It is well known that quantum mechanics and (general) relativity do not fit well. I am wondering whether it is possible to make a list of contradictions or problems between them? E.g. relativity ...
Gerard's user avatar
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488 votes
21 answers
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How does gravity escape a black hole?

My understanding is that light can not escape from within a black hole (within the event horizon). I've also heard that information cannot propagate faster than the speed of light. I assume that the ...
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81 votes
10 answers
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Can black holes form in a finite amount of time?

One thing I know about black holes is that an object gets closer to the event horizon, gravitation time dilation make it move more slower from an outside perspective, so that it looks like it take an ...
Itai Bar-Natan's user avatar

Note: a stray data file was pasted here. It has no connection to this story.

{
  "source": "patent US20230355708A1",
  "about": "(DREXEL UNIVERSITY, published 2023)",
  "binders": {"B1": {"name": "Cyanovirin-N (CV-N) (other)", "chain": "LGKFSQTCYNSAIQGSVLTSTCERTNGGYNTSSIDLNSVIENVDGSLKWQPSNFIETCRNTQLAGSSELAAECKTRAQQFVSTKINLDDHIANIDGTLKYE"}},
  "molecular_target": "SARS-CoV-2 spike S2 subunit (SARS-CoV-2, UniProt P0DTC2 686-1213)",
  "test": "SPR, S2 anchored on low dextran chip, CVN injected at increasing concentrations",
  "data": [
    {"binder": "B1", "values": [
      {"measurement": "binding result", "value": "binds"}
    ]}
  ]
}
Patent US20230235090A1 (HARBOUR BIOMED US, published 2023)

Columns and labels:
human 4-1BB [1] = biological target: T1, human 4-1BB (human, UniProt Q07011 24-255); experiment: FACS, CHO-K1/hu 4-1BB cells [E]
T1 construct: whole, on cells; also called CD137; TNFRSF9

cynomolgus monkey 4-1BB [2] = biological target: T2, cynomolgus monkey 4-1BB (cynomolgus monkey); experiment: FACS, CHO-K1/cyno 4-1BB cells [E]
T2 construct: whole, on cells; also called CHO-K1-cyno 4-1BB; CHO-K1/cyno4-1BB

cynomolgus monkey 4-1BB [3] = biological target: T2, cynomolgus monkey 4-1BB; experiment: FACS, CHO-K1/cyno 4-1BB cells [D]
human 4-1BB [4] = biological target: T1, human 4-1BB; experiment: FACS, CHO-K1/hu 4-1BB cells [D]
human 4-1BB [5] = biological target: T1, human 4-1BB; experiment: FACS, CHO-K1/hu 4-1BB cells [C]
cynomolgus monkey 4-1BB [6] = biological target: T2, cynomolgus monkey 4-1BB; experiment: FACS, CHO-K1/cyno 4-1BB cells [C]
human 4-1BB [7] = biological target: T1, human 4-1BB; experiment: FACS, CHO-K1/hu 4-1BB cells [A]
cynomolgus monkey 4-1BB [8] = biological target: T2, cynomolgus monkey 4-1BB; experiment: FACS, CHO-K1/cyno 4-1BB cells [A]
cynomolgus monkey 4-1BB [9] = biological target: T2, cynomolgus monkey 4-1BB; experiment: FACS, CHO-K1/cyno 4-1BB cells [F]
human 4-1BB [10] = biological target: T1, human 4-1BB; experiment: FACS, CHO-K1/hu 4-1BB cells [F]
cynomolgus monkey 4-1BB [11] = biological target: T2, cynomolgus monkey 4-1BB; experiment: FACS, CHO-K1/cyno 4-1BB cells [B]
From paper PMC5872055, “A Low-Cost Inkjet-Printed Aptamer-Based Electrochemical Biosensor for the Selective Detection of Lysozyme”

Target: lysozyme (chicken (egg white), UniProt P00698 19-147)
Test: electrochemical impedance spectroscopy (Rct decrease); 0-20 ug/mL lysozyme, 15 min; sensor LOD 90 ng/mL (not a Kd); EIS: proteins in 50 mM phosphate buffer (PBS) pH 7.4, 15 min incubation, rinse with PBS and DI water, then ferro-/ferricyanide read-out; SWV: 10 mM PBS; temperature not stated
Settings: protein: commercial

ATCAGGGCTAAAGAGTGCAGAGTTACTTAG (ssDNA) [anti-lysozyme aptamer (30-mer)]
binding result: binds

78 votes
15 answers
59k views

How exactly does curved space-time describe the force of gravity?

I understand that people explain (in layman's terms at least) that the presence of mass "warps" space-time geometry, and this causes gravity. I have also of course heard the analogy of a blanket or ...
Zac's user avatar
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48 votes
2 answers
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What is the weight equation through general relativity?

The gravitational force on your body, called your weight, pushes you down onto the floor. $$W=mg$$ So, what is the weight equation through general relativity?